Jason Momoa on playing Aquaman: It's been the wildest ride of my life!

Cape Town – After making his debut in Justice League, Aquaman swims out on his own in cinemas on Friday.

Director/co-writer James Wan was excited to undertake the first standalone feature for the character.  

“Aquaman is a very powerful guy and can handle action on a god-like scale. But what I love most about him is that what drives him comes from a very human place,” he says. 

“To me, the most important thing is the story I’m telling and that audiences care about the characters and want to go along on their adventure.”  

Jason Momoa reprises his role as the title character.

From the start James says he and Jason connected because they understood Arther's dilemma - half-man, half-Atlantean.

James says: “I think Jason really connected with this character because he is from two worlds himself. Jason is a Hawaiian who grew up in middle America. He never quite felt like he fit into either world. And that’s something I understand as well, as an Asian guy born in Malaysia who grew up in Australia.”

Jason in turn could have been destined for the role - in addition to his divided origins, elements of his islander life helped Momoa connect to the character more deeply as well.

Before we get to Arthur’s journey in the film, what has the journey been like for Jason Momoa?

Hands down, the most involved and wildest ride of my life – from going to the audition for Batman v Superman, knowing I’m not going to be Batman, not knowing what I’m going to be, then having [director] Zack Snyder say, point blank, ‘Guess who you’re going to play?’ And Aquaman? That’s pretty far out! I definitely didn’t think I’d get to be here doing my own movie, and working with [director] James Wan, who is such an amazing filmmaker. 

James did such a great job with the character and this incredible world he’s created – Atlantis. It’s just different from anything we’ve seen before – with seven different kinds of creatures, all the different environments in this undersea kingdom, and the world above the surface. We see how the two relate and harm each other – and it’s not a black and white; it’s about who you are, what you care about, and what it means to protect your home. I mean, everything I wanted to do with the character is in this movie, and I just feel very lucky and very, very honoured to be here.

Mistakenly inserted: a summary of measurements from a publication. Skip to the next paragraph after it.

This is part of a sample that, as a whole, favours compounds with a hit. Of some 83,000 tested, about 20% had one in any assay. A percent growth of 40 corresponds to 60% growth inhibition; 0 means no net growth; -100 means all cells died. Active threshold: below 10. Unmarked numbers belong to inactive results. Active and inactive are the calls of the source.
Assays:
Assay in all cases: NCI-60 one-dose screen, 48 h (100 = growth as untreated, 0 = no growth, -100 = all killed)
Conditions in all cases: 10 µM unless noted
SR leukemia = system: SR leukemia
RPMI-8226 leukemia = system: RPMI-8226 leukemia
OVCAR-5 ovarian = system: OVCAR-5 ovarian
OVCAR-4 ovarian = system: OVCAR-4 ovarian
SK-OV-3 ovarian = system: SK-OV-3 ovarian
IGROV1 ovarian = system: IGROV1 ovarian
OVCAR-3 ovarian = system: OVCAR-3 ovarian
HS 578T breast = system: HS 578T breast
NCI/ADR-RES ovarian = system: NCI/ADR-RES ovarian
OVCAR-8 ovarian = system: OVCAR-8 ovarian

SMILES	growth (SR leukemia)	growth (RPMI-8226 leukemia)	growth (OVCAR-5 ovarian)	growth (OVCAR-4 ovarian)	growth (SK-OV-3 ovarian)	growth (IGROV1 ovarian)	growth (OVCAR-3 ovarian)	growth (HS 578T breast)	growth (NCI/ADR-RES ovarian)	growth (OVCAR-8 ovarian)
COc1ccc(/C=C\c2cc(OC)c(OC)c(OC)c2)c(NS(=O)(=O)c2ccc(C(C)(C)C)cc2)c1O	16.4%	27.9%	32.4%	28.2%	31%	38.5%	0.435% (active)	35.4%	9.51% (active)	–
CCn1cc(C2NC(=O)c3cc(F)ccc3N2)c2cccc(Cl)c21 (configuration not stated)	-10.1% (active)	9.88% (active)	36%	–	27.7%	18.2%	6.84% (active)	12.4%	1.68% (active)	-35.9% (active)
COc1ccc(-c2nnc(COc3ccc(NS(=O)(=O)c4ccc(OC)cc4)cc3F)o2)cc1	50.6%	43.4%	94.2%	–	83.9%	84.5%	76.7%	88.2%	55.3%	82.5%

But the most awesome thing about this journey is my kids! When I started Batman v Superman, they weren’t at that age yet, and now they are so it’s amazing to get to see all this through their eyes. 

You’ve talked about some of the points of connection between Aquaman’s origins as a half-Atlantean, half-surface dweller, and your own experience, having been born in Hawaii and raised in Iowa. Was that something you drew on in bringing this story to the screen?

Definitely, in the sense of being part of two worlds and not feeling like you truly belong in either, and everything Arthur experiences as a kid is pretty dead on. Most people wouldn’t think I got bullied, but I got bullied a lot where I grew up, so I can definitely identify with that. I know what it’s like to feel outcast and to know you have something inside you, something special, and searching for that sensei who can help you realise that potential. 

Arthur gets ridiculed for what he is, but he has a sensei who believes he has it in him to be King of Atlantis, and he starts to believe in this idea too. And when you have something like that ripped away from you, you’re going to hole up and go pretty dark. Luckily, I grew up with a very loving family, so that didn’t happen to me.